Big center or home based day care? — The Bump
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Big center or home based day care?

I'm 23 weeks and starting my hunt for a day care for LO. I'll be going back to work after 3 months. My question is in your personal experiences, have you had better luck with a home-based daycare, a center (like Tutor-Time), or a school-type day care?

 

TIA! This is really much harder than I had anticipated.

Re: Big center or home based day care?

  • We use a hame based daycare and LOVE it- the lady is wonderful, state certified, keeps up with classes and training and has watched kids for years. Our oldest daughter went to her until she was almost 4 and then she started at a dayschool just so that she would be a little more stimulated mentally and would be around more children her age. Our baby will be 11 wks Friday and starts with the same home based daycare on Monday. We have also referred 3 people to her and they love it too.

    I would say that what ever you choose - ask lots of questions, get references, try and go check it out when children are there so you can see the interaction and trust your instinct. Good Luck 

     

  • You are going to get a million different types of responses here since it's such a personal question.

    DD has been in both a center (infant) and a school based center (since 18 months, started preschool). We chose these over an in home because:

    - There are multiple people in the room at all times keeping tabs on each other. If one person is having a stressful time with a child, another teacher can step in to help out. They check in with each other if they suspect something is "wrong" developmentally with a child. Basically I have a team watching my kid, rather than one person.

    - I know at all times who that my child is in the company of kid friendly people that I have approved. No neighbors or friends stopping in where I don't know their background.

    - I don't have to worry about the safety of the home as the center is 100% child proofed.

    - No television to watch.

    -  No teachers taking their eyes off the kids to clean the house or throw in some laundry.

    - If the in home provider is sick or takes a vacation, I would have to find back up child care. The center is always open.

    - The teachers are always taking classes on child development, having their health records looked over to be sure they are up to date on vaccines - basically having a director to keep tabs on teachers so I don't have to.

    - DD is surrounded by kids about her age, not a couple infants and a bunch of older kids.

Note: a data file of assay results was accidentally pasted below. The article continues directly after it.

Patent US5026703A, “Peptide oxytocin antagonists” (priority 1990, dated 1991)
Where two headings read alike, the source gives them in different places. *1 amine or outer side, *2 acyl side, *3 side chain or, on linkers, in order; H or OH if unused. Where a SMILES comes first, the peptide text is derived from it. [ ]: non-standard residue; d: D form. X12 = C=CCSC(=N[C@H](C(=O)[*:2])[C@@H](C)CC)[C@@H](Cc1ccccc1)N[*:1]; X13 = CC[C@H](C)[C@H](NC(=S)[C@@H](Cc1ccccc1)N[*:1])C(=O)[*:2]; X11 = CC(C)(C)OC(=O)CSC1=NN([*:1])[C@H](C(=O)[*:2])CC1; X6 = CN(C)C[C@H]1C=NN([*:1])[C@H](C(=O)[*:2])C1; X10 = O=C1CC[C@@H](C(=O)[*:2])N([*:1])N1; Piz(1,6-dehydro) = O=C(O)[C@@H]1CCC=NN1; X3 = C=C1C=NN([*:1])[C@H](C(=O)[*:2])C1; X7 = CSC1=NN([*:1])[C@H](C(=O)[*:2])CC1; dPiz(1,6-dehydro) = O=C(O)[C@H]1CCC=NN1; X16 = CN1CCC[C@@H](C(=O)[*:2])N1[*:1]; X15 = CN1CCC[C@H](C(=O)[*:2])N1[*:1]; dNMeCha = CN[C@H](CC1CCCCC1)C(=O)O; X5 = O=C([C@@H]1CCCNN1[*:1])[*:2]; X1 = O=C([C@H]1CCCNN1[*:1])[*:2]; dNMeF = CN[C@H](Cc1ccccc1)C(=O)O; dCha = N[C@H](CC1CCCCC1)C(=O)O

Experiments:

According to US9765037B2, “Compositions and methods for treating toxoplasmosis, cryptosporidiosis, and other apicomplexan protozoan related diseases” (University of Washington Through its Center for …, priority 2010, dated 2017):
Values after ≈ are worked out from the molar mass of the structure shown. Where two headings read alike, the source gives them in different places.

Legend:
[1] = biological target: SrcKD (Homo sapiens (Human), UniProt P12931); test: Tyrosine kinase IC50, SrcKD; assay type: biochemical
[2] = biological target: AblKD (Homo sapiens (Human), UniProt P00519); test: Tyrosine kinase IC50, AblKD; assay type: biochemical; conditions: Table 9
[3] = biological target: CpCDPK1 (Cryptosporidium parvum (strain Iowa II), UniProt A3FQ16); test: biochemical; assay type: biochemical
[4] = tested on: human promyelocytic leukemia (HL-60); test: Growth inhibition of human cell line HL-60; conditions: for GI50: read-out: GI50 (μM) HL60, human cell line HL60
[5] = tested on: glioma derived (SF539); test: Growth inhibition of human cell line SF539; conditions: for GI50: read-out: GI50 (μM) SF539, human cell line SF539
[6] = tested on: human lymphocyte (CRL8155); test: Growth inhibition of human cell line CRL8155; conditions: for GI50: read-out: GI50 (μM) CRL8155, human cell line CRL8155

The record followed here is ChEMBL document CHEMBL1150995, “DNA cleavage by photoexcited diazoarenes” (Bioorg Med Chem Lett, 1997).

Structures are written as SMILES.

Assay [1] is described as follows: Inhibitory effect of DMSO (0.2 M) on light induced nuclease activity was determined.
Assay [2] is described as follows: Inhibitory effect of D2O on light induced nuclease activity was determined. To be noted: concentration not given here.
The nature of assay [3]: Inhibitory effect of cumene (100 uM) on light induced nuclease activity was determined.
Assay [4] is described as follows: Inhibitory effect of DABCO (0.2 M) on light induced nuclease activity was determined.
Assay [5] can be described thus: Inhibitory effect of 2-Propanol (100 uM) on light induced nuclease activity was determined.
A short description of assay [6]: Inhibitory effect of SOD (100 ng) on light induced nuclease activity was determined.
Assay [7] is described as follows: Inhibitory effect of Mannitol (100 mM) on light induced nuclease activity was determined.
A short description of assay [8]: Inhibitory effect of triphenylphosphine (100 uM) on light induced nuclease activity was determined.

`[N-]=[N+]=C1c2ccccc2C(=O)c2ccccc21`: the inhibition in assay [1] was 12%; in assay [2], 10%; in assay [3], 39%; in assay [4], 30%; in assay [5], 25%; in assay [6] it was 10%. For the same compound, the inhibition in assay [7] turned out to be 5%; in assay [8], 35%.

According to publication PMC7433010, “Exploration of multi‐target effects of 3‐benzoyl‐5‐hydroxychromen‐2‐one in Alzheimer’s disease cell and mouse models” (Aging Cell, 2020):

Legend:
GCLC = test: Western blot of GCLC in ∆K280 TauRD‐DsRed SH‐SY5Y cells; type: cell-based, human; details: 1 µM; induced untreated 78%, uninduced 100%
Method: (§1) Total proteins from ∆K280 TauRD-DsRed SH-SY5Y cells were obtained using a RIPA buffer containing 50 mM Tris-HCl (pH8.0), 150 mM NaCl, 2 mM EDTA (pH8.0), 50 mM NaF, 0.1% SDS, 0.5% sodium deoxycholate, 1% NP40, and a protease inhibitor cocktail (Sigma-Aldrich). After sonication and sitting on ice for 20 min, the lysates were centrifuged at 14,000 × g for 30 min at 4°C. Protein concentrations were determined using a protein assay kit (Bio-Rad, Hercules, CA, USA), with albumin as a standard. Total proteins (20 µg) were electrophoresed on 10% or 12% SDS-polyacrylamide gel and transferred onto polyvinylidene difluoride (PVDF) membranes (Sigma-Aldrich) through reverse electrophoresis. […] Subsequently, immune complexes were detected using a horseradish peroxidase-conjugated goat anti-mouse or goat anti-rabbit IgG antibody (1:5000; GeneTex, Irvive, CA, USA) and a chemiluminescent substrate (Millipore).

I could go on and on. Personally, I could never relax enough with DD in a home. I'd walk into a bunch and go with your gut. Ask around for other's recommendations. Our first center wasn't our first choice (the waiting list there was too long). But they did an all right job. When she was old enough to enroll in the preschool we liked, we started her there. We have no regrets. Remember, if you pick someplace and aren't happy with it, you can always change.

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  • We decided to use an in-home DC that a friend of mine used before she moved out of state. Her pedi recommended this lady and her husband that she uses for both of her kids. We toured both larger centers and interviewed a couple of in-home DCs and felt most comfortable with this lady. 

    Go with your guts, ask a lot of questions, drop by for a tour, and see how the kids are (do they look happy/content/engaged?). I first met her when I was only about 16 weeks along and spent about 2-3 hrs talking with her. Then again after DD was born, we went there for about an hour or so catching up on items. After that, I still did a couple of trial runs (one day of two hours and another day of 4-hrs because I am paranoid) and they both are wonderful about it. Good luck.  

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  • We use a center. We've never had DS in in-home childcare, and have never had him in another center, but here's what I like about our center:

    1 - DS is in a room with other kids near his age.

    2 - If one of DS's teachers is out for the day, the center provides a sub. His room always has 2 or 3 teachers, depending on how many infants they have that day (2 if there are 8 babies, 3 if there are 9 or 10)

    3 - There are always other adults nearby for accountability and to cover for DS's teacher if she needs a break (restroom, lunch, or just a breather).

    4 - Our particular center has been around for years and has well-established policies and procedures. Likewise, DS's teachers have all worked in this center for years, and have much experience and training.

    5 - It is based in a church and shares our values. Also, they are considered a learning center, and focus on teaching rather than just babysitting, which is not so important now while DS is an infant, but as he gets older will be increasingly more important to us.

    6 - It is the same price (within $10/week) as in-home and other centers in the area.

    7 - It is across the highway from DH's workplace and along my usual commute route, so it is a convenient location.

    ETA: 8 - This one should be higher on the list. The center is very secure. The outside doors are always locked from the outside (unlocked on the inside so that you can get out in an emergency), and you have to have the code to get in.

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  • We use an in-home daycare, but there are a few unique things that influenced our decision. At the time we put DS in daycare, I wasn't quite ready for a large center, although he would have done fine there.

    She has around 7-10 kids and there are typically 3 adults there, always a minimum of 2. She is the director and then has a full time assistant and a handful of rotating helpers. We like them all. That was important to us, I don't know how one person can handle multiple kids. 

    She also has the daycare part pretty separate from her house. It's not like the kids hang out in her living room. She has a separate entrance and school room and they spend a lot of time outside. The younger kids do nap inside so that they can each have a separate space.

    They're all background checked, finger printed, etc. I checked with the state board and called all of her references and asked a lot of very blunt questions. 

    I would look at all your options and see what works best for your family. Tour centers and in-home and ask lots of questions.

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  • You'll get a lot of passionate responses to this question.  The best advice I can give is to visit a couple of each and see which meets with your needs/wants.